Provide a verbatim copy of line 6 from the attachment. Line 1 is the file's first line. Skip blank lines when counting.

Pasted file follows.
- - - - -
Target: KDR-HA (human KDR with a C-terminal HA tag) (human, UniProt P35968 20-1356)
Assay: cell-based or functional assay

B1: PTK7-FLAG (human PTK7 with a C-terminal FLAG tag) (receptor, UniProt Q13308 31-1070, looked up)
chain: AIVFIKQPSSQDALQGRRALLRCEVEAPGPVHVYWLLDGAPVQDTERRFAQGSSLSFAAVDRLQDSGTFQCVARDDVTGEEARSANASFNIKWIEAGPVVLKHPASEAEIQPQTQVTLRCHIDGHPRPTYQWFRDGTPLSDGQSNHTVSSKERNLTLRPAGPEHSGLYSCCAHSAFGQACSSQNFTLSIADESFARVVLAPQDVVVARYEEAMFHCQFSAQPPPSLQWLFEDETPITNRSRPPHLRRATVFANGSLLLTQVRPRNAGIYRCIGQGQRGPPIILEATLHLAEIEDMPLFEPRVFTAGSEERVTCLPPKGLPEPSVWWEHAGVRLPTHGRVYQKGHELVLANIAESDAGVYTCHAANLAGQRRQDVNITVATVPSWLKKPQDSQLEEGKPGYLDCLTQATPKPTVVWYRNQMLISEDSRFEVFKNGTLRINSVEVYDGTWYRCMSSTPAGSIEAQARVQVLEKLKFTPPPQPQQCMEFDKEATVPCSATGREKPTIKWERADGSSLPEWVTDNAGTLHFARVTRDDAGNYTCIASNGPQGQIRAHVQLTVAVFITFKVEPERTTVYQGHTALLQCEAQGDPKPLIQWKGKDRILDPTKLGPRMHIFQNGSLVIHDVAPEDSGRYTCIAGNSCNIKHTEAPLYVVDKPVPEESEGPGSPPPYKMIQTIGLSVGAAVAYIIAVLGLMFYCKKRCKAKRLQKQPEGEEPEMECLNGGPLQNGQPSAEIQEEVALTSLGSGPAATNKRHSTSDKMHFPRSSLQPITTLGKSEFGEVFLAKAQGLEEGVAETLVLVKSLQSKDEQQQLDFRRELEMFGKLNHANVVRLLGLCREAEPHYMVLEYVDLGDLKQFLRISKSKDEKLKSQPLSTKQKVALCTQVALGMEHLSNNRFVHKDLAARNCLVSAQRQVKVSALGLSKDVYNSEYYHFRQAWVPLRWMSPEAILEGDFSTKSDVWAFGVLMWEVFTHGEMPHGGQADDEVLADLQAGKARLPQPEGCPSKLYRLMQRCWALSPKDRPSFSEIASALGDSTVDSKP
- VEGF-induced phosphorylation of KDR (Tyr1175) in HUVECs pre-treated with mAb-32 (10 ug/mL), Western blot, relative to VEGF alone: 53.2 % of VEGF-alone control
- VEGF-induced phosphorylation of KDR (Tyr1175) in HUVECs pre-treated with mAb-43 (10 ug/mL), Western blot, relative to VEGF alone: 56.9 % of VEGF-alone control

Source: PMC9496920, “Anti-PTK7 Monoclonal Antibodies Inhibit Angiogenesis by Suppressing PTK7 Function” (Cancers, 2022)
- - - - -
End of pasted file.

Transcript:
- VEGF-induced phosphorylation of KDR (Tyr1175) in HUVECs pre-treated with mAb-43 (10 ug/mL), Western blot, relative to VEGF alone: 56.9 % of VEGF-alone control